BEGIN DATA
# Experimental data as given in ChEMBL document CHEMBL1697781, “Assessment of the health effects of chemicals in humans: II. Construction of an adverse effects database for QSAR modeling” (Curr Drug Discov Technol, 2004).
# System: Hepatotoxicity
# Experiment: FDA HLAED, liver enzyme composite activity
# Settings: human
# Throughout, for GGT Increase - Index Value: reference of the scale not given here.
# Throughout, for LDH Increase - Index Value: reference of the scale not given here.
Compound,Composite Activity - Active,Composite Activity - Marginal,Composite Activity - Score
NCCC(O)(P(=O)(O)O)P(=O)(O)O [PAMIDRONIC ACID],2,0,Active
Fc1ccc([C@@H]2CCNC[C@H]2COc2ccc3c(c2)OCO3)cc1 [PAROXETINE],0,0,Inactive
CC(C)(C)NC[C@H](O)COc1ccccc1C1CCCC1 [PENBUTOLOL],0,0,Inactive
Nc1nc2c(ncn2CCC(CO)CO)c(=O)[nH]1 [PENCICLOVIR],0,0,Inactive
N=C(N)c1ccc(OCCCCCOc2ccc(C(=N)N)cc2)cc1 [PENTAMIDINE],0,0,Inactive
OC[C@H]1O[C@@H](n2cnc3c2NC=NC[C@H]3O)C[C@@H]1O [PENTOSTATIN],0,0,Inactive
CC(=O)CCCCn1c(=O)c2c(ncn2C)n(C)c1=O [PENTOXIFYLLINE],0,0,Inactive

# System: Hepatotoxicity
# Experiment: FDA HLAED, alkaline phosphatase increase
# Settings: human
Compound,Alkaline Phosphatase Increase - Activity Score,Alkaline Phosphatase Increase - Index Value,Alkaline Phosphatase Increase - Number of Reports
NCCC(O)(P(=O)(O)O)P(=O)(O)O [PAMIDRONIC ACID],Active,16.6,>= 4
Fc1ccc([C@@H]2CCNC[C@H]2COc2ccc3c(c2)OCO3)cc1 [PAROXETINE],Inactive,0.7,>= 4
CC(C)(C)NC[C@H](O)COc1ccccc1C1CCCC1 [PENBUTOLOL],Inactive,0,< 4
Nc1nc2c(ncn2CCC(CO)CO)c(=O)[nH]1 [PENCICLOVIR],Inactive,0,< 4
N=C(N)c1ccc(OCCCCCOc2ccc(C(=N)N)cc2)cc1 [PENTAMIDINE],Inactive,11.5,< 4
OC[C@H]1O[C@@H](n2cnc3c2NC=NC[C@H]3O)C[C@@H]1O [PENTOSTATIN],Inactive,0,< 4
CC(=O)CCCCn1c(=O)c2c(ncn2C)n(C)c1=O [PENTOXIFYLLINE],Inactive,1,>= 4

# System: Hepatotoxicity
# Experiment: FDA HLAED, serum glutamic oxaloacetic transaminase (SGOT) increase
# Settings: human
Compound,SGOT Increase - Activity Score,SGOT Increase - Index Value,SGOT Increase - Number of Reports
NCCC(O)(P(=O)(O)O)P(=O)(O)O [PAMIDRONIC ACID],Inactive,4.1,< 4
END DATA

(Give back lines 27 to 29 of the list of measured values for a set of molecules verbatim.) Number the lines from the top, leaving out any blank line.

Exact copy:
# Experiment: FDA HLAED, serum glutamic oxaloacetic transaminase (SGOT) increase
# Settings: human
Compound,SGOT Increase - Activity Score,SGOT Increase - Index Value,SGOT Increase - Number of Reports